New Century Financial's tumble into bankruptcy court shocked few observers of the swift shakeout in subprime lending. Far more surprising could be the industry's difficulties in soothing nervous investors.
New Century, once the second-largest lender in the category of home mortgages for those with checkered credit histories, stopped writing new loans last month, signaling to many the demise of the company's business prospects. On Apr. 2, it filed for Chapter 11 protection in Delaware and laid off 3,200 workers—more than half its staff—"to better align the company's cost structure with the current operating environment and to properly size these businesses in preparation for possible sale," the Irvine (Calif.) company said in a news release.
"The decision to pursue the sale of the company's assets and operations through the bankruptcy process was a difficult but appropriate decision for our board to make," New Century Chief Executive Officer Brad Morrice said in the Apr. 2 announcement. "This was a very hard step for me personally and clearly not the outcome I would have preferred."
Turning to Hedge Funds
The fall of the industry's biggest player to date underscores the market's tough posture toward the whole field in the current era of rising defaults and shaky housing prices (see BusinessWeek.com, 3/14/07, "The Mounting Uncertainty Over Subprime"). "I would say to you that no matter what a NovaStar or a New Century might say to me, I don't think I'd be reassured," says Theodore Kovaleff, a senior bank and thrift analyst at Sky Capital.
That's a sentiment shared by numerous investors. Officials at mortgage lenders are fighting back in several ways. In a new bid for funding, some lenders are turning to hedge funds. Accredited Home Lenders Holding (LEND) said Apr. 2 it has obtained a $230 million loan from Farallon Capital Management. The fund, operated from San Francisco, will be able to buy 3.23 million Accredited shares for $10 as part of the deal. Company shares closed Apr. 2 at $8.48, down 8.5%. Through a spokeswoman, Farallon officials declined to comment.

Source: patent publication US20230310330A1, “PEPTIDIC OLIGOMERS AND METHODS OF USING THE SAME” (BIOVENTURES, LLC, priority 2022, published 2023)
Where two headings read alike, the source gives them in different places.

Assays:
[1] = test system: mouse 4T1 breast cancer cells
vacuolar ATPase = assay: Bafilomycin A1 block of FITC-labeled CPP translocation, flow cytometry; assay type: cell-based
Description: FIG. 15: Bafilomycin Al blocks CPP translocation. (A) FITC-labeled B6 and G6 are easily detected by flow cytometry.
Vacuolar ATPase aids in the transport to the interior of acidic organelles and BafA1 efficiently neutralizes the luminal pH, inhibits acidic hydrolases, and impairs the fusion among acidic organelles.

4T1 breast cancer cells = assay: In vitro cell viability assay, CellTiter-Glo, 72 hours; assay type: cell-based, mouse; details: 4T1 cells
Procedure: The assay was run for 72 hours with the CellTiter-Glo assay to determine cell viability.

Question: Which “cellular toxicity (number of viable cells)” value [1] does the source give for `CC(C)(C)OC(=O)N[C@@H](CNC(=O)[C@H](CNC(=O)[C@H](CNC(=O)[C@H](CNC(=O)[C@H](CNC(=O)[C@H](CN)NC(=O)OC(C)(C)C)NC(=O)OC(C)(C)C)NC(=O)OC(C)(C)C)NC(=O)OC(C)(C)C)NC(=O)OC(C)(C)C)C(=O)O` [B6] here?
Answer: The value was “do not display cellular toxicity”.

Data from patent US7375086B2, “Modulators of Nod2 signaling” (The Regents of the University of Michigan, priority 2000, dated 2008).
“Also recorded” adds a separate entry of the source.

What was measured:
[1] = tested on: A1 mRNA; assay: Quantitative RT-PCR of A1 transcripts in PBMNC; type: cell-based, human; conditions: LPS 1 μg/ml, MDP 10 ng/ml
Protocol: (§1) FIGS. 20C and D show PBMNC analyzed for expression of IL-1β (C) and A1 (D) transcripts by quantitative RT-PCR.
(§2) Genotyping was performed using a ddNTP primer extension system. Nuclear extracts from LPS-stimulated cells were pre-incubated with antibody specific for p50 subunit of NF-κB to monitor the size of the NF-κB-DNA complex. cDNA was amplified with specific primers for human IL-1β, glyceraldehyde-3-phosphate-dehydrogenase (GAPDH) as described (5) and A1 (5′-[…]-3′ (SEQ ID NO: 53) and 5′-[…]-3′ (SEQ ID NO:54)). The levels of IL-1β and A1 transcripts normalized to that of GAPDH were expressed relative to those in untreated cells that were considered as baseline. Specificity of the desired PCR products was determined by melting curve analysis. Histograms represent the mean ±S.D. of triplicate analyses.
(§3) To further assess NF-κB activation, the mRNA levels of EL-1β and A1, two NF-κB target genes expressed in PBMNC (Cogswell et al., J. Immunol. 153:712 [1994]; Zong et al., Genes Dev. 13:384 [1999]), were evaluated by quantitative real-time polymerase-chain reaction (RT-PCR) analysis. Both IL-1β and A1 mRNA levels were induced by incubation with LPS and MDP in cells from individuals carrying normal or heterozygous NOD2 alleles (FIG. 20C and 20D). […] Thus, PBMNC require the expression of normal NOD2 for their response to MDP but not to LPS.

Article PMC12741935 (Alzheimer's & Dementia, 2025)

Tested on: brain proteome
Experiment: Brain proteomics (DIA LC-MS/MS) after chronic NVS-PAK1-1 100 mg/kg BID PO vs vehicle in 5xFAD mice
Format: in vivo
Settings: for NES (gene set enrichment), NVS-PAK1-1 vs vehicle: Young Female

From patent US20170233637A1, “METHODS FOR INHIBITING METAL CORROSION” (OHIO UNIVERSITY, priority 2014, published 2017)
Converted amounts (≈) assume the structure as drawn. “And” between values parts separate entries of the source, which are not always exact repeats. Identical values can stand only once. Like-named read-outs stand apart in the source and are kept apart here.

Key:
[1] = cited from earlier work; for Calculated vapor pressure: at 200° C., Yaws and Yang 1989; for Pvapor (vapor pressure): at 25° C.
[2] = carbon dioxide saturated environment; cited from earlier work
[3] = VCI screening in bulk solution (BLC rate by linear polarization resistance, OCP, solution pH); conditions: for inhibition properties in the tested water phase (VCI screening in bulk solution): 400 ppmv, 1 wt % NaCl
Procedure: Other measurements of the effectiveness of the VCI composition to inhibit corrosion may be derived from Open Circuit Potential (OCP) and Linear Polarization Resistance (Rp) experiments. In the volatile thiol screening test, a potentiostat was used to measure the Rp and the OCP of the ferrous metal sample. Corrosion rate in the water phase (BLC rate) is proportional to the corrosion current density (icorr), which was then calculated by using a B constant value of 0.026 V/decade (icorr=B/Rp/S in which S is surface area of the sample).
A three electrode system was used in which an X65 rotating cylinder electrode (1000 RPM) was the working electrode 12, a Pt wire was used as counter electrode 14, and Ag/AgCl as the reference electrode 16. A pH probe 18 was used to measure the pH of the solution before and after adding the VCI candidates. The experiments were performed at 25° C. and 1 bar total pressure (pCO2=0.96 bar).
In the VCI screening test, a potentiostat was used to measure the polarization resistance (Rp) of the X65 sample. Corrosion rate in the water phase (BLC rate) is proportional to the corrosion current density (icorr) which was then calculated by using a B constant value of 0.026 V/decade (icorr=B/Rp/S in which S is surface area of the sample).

Shares of San Diego-based Accredited dipped in aftermarket trading on news that its auditor had resigned, then rebounded 4% on news of the financing from Farallon. Accredited said it also has $350 million cash on hand as it works to bolster its liquidity. The company originated $1.8 billion worth of new loans in the first quarter of 2007.
Other lenders, such as Fremont General (FMT), are trying to reassure investors by disassociating themselves from the high-risk lending market as much as possible. And most are promising not to repeat their earlier mistakes and finally taking steps to tighten their lending practices, in the hope of shoring up investors' sapped confidence.
In a further troubling sign that the subprime crisis could be spreading up the mortgage food chain, M&T Bank (MTB) said in a Mar. 30 regulatory filing that it had found less investor interest for so-called Alt-A loans. That product typically falls between prime and subprime mortgages, requiring less documented information from the borrower. "At a recent auction of such loans, fewer bids than normal were received and the pricing of those bids was lower than expected," the Buffalo-based bank said in a statement. As a result, M&T said it expects first-quarter earnings to fall below Wall Street's current expectation of $1.86 per share. M&T shares fell 8.5%, to $105.95, on Apr. 2, setting a new 52-week low.